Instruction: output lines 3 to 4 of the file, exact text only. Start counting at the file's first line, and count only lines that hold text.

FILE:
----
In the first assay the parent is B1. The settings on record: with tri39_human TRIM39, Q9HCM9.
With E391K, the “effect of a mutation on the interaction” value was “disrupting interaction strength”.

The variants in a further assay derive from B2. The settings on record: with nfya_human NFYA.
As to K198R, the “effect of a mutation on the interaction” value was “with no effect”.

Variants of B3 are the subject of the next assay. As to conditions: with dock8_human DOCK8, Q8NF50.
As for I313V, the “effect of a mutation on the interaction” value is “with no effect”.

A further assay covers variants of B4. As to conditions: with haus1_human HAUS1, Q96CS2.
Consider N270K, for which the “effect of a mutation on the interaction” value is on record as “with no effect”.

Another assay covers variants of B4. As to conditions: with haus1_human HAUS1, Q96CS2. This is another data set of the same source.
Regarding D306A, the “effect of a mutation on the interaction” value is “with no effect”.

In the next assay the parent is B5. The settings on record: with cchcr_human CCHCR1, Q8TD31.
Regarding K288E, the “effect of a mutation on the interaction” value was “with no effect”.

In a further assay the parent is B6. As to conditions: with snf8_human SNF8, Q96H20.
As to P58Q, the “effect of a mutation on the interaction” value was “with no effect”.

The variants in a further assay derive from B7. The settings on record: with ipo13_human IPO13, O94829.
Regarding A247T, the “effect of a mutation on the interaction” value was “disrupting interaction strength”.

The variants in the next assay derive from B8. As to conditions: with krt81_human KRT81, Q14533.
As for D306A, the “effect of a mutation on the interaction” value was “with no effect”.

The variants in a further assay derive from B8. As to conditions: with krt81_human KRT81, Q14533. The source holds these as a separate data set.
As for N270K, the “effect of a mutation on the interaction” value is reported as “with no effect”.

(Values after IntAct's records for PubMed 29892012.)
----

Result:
The variants in a further assay derive from B2. The settings on record: with nfya_human NFYA.
As to K198R, the “effect of a mutation on the interaction” value was “with no effect”.